Mendoza, Argentina
May 29, 2016

Mendoza, Argentina and a long, deep breath.

I've said throughout these travels that there's a feel to a place, an immediate, physical reaction I get, right after I step off the plane.

Here was no exception. I'm now living in Mendoza, Argentina, on the other side of the world from my beloved Bangkok. We're in the heart of wine country, brushing up against the Andes, and it feels...

Like stepping into a forest on a brisk Autumn day. Picture clear light is filtering through the thinning leaves. Hear the earliest fallers crunch under each step. The world silent except for your feet and an occasional bird, echoing off the hillsides. You hear a small stream in the distance. You inhale, and cool air rushes in your nose, damp soil with a hint of frost.

That is what it feels like to be here.

And for me, it feels so, so good.

Over the course of my spins around the globe (neatly enough, after this move, I've now made a complete counter-clockwise revolution), I've fallen in love with the energy and pulse of big cities. Medellín. Bangkok. Paris. I've spent my year largely in intense places pushing myself to do more, be more.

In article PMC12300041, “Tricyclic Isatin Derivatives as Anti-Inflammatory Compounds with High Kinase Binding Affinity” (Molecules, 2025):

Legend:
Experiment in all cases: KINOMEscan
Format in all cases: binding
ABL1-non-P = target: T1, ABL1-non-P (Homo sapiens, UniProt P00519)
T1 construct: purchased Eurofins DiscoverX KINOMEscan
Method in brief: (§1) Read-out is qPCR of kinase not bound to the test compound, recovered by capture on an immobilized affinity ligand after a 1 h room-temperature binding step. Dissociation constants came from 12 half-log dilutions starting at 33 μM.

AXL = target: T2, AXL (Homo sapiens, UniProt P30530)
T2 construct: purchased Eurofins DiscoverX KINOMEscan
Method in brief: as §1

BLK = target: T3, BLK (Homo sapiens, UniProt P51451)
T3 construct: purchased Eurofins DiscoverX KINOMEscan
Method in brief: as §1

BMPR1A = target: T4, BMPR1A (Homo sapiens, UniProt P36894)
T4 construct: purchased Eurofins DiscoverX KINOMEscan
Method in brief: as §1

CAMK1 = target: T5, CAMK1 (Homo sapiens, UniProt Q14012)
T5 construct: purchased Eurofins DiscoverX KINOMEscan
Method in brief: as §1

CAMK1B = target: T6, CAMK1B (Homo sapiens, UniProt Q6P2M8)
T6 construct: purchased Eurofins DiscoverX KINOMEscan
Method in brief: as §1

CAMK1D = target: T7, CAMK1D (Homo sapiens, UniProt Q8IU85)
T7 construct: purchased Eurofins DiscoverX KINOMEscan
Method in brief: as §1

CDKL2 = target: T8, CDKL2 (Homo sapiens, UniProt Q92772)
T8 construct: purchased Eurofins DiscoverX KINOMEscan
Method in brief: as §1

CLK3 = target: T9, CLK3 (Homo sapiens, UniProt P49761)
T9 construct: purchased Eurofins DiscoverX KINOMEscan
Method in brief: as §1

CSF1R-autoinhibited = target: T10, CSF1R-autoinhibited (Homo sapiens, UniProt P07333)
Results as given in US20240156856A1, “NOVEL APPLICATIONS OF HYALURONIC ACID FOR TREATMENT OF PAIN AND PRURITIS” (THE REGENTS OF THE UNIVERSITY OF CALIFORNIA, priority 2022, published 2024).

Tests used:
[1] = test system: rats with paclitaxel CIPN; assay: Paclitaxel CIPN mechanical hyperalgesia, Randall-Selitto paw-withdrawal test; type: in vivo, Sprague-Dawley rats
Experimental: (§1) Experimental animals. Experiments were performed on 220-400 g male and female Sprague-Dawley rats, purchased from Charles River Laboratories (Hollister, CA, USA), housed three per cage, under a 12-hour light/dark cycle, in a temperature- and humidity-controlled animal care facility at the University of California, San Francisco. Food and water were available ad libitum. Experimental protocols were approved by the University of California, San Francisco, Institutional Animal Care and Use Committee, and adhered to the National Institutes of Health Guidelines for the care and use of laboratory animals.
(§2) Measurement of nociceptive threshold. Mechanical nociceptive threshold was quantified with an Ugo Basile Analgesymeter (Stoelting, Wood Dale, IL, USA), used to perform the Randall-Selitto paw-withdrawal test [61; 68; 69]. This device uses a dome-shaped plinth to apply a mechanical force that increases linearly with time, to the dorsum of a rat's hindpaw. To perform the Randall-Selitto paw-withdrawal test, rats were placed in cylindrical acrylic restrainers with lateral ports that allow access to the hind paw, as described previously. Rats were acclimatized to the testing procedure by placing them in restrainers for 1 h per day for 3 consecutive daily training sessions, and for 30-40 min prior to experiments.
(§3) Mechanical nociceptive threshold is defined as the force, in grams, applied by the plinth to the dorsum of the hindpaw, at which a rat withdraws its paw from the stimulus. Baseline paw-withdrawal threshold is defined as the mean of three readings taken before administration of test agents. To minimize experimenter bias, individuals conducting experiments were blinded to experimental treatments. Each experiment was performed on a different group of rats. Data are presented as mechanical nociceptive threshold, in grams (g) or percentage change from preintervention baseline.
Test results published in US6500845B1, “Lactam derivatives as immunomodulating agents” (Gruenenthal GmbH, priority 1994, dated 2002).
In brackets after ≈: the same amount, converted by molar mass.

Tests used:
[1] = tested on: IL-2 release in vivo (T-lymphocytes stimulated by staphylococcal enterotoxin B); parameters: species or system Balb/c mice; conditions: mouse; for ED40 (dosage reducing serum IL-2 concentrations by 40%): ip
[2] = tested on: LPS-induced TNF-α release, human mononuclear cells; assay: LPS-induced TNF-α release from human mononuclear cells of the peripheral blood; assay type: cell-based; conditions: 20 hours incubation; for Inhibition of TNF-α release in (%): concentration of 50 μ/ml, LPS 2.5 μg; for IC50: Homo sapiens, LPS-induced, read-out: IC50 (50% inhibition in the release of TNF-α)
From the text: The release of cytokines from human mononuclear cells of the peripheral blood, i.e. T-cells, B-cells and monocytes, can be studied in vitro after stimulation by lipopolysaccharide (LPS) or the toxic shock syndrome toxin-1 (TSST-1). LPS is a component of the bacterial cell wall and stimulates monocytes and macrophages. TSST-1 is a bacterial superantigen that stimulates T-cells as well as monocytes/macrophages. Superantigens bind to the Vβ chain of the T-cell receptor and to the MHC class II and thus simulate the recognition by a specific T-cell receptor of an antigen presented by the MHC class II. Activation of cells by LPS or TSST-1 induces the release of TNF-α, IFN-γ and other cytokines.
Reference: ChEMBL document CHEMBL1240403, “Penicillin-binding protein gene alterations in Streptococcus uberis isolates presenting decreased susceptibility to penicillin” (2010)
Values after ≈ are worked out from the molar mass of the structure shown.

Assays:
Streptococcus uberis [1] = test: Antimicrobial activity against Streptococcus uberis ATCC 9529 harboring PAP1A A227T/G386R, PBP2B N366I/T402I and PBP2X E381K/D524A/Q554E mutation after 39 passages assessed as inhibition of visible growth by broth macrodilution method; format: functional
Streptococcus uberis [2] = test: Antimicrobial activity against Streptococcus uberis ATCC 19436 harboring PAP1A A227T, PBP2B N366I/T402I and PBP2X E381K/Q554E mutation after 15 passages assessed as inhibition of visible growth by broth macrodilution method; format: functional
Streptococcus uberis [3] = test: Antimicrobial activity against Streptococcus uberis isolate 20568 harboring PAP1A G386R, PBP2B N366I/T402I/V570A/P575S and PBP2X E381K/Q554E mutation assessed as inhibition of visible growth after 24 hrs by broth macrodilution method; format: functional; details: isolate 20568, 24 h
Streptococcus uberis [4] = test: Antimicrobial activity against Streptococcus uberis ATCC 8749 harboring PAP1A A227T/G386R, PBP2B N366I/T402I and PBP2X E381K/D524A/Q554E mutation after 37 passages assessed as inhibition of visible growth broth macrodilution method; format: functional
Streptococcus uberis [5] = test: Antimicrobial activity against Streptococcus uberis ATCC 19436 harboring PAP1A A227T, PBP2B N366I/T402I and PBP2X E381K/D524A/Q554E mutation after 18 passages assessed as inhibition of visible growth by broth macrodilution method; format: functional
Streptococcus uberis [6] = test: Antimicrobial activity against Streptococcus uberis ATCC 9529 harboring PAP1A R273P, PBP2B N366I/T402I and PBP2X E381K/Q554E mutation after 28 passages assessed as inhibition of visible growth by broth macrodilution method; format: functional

Then I landed here. And I was reminded how lovely it is to simply breathe.

Trees line every street here, some fifty-plus years old. Alongside them are canals, built to harness the twenty days of rainfall that come each year and funnel it to crops and the nearby hills, rolling with winery after winery.

But as I step out the door, more than anything, I just find stillness. My footsteps, the cold fingertips of air brushing the edges of my coat, and a city. Reserved, refined, and with heart cracking, right under the surface.

I'm so lucky to get to bring you with me.

Here's hoping a bit of this fresh air carries across the distance from here to there, and a little breath of ahhhh catches and sticks with you, regardless of what's ahead in your week.

Have a wonderful one.


p.s. The best thing I saw this week was the sunset, egg-cracking over the Andes. But the best thing I can share is this fascinating look at a sculptor who puts all of their work underwater.

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